10 things to see in Rīga

A week after I wrote a vague, floaty post about having no specific goals or sights to see in Rīga, here I am telling you ten things to see!

City Park, Riga

1) City Park & Bastion Hill

City Park is a bit of tree-lined greenery just at the north-east limit of the Old Town. It’s peaceful, it’s leafy, there’s a man playing the accordion who thinks he’s in Paris and there’s a small rubbly hill with an art installation on top of it called Benches. City Park is also adorable at night (and I don’t use the word “adorable” for cities and places lightly) because it’s illuminated with thousands of tiny lights. And of course, the Freedom Monument is right outside.

City Market, Riga

2) The City Market

This one’s next to the station. It’s a giant flea market but it’s housed in four or five rounded hangers. I thought they were railway arches but they’re not – they’re repurposed zeppelin hangers. I know we used zeppelins in real life but it just sounds so steampunk.

Cathedral of the Nativity, Riga

3) The Cathedral of the Nativity

This gold-domed Orthodox Church (planetarium in a previous life) is so pretty and I love the way it sits right next to the blue-glass tower of the Radisson hotel. The pair are best viewed from the Esplanade, a bit of leafy peace & quiet in a relatively noisy city.

Latvian National Library

4) The Latvian National Library

If you want to see the most unlikely building ever to be placed opposite a UNESCO World Heritage medieval town, hop across the river to the building described in my hotel’s local info pack as “the one that looks like a ski jump”. It’s very striking but very different to… well, anything else I saw in Latvia. You get a good panorama across the Old Town from there too.

Black Cat House, Riga

5) Black Cat House

The black cat has become a symbol of Rīga, ever since a disgruntled merchant who wasn’t allowed to join the Great Guild stuck a metal cat on his roof opposite, tail firmly towards the offending Guild. He was promptly ordered to turn it round but the story remains and the souvenir shops are full of cats.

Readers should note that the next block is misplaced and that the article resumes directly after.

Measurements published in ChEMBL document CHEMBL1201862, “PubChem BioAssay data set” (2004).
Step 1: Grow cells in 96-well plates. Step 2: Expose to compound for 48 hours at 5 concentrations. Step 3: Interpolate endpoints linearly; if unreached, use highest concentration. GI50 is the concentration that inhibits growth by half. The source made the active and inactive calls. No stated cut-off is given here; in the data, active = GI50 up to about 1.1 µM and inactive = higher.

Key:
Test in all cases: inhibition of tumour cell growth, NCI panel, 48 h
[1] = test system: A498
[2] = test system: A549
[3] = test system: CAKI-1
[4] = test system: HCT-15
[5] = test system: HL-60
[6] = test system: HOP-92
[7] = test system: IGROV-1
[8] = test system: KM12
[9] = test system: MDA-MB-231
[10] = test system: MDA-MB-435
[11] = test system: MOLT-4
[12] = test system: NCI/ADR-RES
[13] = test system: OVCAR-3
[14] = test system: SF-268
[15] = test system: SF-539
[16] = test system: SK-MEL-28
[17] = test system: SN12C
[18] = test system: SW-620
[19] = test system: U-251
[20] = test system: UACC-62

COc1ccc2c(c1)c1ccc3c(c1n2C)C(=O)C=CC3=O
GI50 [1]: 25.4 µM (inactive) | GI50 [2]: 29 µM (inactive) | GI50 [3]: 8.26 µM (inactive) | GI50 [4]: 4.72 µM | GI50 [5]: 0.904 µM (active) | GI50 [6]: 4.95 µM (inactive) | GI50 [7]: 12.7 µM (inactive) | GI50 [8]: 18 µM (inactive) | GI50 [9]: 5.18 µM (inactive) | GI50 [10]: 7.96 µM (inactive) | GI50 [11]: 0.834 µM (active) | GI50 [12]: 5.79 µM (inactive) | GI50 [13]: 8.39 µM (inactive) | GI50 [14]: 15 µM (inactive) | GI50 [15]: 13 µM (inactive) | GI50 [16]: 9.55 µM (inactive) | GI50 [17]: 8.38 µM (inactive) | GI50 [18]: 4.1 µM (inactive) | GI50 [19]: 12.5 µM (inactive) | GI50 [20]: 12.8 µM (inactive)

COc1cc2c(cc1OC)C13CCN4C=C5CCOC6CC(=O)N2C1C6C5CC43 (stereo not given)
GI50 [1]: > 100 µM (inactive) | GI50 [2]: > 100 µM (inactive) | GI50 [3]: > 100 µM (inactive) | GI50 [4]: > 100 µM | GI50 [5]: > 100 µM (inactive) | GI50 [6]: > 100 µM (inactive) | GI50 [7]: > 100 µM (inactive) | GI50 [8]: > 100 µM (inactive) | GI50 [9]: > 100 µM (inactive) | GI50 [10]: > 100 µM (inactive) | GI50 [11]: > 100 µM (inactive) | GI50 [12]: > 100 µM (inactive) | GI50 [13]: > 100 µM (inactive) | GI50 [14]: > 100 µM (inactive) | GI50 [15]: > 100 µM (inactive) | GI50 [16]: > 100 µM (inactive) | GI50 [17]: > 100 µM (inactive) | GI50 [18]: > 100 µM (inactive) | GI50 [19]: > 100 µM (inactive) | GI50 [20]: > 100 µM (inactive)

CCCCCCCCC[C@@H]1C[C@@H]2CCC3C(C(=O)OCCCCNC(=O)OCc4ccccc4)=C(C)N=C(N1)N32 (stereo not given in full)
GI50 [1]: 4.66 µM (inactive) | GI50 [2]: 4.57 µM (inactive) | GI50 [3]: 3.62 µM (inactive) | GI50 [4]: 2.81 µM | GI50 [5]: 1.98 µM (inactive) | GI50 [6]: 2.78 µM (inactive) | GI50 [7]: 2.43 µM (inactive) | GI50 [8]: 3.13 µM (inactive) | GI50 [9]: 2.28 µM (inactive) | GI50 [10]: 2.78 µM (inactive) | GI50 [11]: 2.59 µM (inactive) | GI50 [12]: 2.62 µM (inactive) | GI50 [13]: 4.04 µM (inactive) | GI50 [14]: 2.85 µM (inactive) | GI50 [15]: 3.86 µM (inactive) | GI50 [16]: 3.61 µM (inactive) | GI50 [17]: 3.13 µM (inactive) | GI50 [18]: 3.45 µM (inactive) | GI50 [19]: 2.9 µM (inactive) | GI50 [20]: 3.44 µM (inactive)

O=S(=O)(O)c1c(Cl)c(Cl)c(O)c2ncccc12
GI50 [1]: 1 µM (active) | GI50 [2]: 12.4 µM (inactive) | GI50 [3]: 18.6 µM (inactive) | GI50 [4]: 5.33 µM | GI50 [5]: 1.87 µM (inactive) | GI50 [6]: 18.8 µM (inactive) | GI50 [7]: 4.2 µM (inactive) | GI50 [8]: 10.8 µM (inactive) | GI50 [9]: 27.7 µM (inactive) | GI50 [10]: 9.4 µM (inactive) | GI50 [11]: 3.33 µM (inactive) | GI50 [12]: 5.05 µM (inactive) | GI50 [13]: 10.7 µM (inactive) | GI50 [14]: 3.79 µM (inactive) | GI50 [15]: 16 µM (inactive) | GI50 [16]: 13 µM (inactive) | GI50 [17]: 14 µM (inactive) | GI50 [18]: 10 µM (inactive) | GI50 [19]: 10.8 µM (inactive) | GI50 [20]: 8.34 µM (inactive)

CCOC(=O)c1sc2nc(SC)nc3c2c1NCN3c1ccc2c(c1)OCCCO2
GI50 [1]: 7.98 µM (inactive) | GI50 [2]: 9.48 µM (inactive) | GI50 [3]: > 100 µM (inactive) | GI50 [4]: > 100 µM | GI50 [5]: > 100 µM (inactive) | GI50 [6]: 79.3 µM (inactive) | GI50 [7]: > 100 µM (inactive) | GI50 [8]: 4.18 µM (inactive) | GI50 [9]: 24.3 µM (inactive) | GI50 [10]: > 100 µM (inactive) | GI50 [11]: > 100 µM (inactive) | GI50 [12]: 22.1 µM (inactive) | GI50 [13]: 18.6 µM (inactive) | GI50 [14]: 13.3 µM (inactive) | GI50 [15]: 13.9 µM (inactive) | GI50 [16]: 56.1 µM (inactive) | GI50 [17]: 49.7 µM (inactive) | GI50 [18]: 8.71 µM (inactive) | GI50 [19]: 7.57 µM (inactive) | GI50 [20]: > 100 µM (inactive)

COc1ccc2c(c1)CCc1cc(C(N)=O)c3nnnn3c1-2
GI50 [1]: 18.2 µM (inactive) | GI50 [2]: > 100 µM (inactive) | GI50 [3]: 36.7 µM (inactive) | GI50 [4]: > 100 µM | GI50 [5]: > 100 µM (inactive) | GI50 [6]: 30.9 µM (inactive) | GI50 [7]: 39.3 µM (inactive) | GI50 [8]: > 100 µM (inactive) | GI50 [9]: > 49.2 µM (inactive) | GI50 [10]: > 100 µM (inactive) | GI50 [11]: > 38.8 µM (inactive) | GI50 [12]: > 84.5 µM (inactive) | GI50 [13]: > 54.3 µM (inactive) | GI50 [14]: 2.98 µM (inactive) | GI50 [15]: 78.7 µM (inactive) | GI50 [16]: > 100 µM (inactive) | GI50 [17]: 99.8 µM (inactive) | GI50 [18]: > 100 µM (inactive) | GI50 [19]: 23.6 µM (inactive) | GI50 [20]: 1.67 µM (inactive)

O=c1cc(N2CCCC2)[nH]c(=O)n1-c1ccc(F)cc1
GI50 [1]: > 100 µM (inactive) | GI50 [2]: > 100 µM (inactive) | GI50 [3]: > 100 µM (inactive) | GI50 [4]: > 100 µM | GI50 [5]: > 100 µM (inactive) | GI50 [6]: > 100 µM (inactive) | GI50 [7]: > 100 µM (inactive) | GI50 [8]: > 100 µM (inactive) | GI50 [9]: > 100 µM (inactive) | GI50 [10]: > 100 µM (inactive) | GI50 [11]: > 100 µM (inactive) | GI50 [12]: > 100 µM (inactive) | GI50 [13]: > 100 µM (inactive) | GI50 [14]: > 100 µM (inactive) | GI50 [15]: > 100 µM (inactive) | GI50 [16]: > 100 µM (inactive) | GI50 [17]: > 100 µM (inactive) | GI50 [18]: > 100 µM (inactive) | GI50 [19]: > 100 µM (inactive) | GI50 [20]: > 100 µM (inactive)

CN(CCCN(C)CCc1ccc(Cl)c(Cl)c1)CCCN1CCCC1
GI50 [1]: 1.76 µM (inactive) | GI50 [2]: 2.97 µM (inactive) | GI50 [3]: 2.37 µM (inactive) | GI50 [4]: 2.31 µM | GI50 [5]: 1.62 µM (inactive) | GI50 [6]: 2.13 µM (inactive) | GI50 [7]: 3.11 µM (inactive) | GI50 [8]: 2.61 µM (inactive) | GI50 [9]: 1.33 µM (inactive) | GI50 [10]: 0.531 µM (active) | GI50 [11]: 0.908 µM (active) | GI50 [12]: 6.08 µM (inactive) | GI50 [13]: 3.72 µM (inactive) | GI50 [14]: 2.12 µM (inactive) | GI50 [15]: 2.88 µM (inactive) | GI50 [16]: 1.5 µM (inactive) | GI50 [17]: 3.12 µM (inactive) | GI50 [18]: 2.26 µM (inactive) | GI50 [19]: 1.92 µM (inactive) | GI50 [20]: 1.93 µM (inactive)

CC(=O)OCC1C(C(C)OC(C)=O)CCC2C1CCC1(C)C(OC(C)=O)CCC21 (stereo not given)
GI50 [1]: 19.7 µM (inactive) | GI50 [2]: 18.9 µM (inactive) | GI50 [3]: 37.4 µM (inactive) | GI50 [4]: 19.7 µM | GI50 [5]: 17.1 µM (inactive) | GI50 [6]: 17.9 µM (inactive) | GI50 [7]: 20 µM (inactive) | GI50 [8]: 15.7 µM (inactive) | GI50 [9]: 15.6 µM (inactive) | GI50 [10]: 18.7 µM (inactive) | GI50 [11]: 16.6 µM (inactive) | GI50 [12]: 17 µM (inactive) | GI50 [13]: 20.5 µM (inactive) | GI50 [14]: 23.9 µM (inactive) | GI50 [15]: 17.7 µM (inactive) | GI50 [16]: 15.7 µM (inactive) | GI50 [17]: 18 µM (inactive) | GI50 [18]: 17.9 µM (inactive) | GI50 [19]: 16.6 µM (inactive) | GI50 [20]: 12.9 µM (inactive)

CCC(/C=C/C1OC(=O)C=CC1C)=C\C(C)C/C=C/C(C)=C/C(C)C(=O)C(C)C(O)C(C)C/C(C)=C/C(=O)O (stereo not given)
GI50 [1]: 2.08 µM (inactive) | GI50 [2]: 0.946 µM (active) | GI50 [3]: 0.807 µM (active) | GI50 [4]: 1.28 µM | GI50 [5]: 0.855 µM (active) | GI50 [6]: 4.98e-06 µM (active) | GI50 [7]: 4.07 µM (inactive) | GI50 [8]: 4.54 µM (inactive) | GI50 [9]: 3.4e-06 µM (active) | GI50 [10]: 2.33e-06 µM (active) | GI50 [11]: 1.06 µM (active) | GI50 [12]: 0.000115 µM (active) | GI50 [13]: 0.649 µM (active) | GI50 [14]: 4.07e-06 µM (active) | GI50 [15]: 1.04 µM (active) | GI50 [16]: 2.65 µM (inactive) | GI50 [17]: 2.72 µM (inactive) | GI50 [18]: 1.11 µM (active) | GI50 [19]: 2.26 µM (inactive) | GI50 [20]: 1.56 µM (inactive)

House of the Blackheads, Riga

6) The House of the Blackheads

Medieval architecture at its most… I can’t think of a better word than extra but I’m far too old to describe things as extra. It’s eccentric and eye-catching. And actually, it was built in the 1990s. It’s a copy of the fourteenth century original but it was destroyed in WWII and what you see today is a very modern reproduction.

Riga Cathedral

7) Rīga Cathedral

The Cathedral of St Mary is hard to miss. It was once the biggest church in the Baltics and it’s still a hefty building, which towers over all the other spires sticking out of the Old Town. My favourite thing about it is the collection of bronze animal statues outside. It’s part of a children’s playground, really, but I liked them a lot, especially the armadillo.

Riga by canal boat

8) Rīga by Canal

I’ve been recommending this to everyone but it’s so worth it. At City Park, hop on the wooden electric boat (blankets on board in case you want to sit outside – where you can see everything clearly – but it’s cold) and go on a tour down the canal, which is the remains of the moat from the days when Rīga was a walled city, onto the Daugava River, panoramic view of the Old Town from the water and back onto the canal. €9 and so good.

Art Nouveau building, Riga

9) Elizabetes iela

A couple of streets north-east of the Old Town is a collection of spectacular Art Nouveau buildings, from the days when Rīga was rich, prosperous & booming. I’m not into architecture but some of the buildings are just so over-the-top that you can’t help appreciating it.

Small Guild, Riga

10) The Small Guild

Opposite Black Cat House and next to the offending Great Guild, the Small Guild is much more eye catching. Rīga has quite the collection of eccentric buildings and this is another of them. It’s a neo-Gothic palace-castle thing with a crenellated roofline and an actual turret. I called it medieval but actually, it only dates back to 1866.

Is there anything you particularly feel should be seen in Rīga? What did I miss?